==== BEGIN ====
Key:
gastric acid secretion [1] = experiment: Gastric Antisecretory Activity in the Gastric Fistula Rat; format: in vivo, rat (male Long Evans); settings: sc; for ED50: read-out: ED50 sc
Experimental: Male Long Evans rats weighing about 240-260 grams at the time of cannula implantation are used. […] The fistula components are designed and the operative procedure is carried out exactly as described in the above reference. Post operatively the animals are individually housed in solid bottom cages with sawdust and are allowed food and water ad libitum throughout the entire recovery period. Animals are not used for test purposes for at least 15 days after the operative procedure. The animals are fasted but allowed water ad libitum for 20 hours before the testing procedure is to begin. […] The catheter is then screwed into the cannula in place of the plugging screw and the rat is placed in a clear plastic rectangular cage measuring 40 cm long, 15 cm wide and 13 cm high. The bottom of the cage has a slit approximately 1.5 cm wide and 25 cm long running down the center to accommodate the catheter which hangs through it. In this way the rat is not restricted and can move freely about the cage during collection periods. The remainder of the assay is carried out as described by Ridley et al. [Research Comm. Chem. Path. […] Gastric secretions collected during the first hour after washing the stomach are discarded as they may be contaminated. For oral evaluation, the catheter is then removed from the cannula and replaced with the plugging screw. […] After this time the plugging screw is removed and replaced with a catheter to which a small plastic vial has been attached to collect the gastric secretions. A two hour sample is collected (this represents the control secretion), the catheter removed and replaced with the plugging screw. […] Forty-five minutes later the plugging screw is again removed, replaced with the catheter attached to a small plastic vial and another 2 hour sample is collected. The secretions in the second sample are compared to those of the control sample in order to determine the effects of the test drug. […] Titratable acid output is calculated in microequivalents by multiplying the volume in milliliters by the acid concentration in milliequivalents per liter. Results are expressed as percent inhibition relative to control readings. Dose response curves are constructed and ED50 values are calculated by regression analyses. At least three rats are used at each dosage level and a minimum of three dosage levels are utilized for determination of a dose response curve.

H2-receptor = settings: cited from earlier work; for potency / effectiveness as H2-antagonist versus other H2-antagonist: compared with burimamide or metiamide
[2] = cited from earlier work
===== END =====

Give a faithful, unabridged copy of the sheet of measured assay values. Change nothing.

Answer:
Key:
gastric acid secretion [1] = experiment: Gastric Antisecretory Activity in the Gastric Fistula Rat; format: in vivo, rat (male Long Evans); settings: sc; for ED50: read-out: ED50 sc
Experimental: Male Long Evans rats weighing about 240-260 grams at the time of cannula implantation are used. […] The fistula components are designed and the operative procedure is carried out exactly as described in the above reference. Post operatively the animals are individually housed in solid bottom cages with sawdust and are allowed food and water ad libitum throughout the entire recovery period. Animals are not used for test purposes for at least 15 days after the operative procedure. The animals are fasted but allowed water ad libitum for 20 hours before the testing procedure is to begin. […] The catheter is then screwed into the cannula in place of the plugging screw and the rat is placed in a clear plastic rectangular cage measuring 40 cm long, 15 cm wide and 13 cm high. The bottom of the cage has a slit approximately 1.5 cm wide and 25 cm long running down the center to accommodate the catheter which hangs through it. In this way the rat is not restricted and can move freely about the cage during collection periods. The remainder of the assay is carried out as described by Ridley et al. [Research Comm. Chem. Path. […] Gastric secretions collected during the first hour after washing the stomach are discarded as they may be contaminated. For oral evaluation, the catheter is then removed from the cannula and replaced with the plugging screw. […] After this time the plugging screw is removed and replaced with a catheter to which a small plastic vial has been attached to collect the gastric secretions. A two hour sample is collected (this represents the control secretion), the catheter removed and replaced with the plugging screw. […] Forty-five minutes later the plugging screw is again removed, replaced with the catheter attached to a small plastic vial and another 2 hour sample is collected. The secretions in the second sample are compared to those of the control sample in order to determine the effects of the test drug. […] Titratable acid output is calculated in microequivalents by multiplying the volume in milliliters by the acid concentration in milliequivalents per liter. Results are expressed as percent inhibition relative to control readings. Dose response curves are constructed and ED50 values are calculated by regression analyses. At least three rats are used at each dosage level and a minimum of three dosage levels are utilized for determination of a dose response curve.

H2-receptor = settings: cited from earlier work; for potency / effectiveness as H2-antagonist versus other H2-antagonist: compared with burimamide or metiamide
[2] = cited from earlier work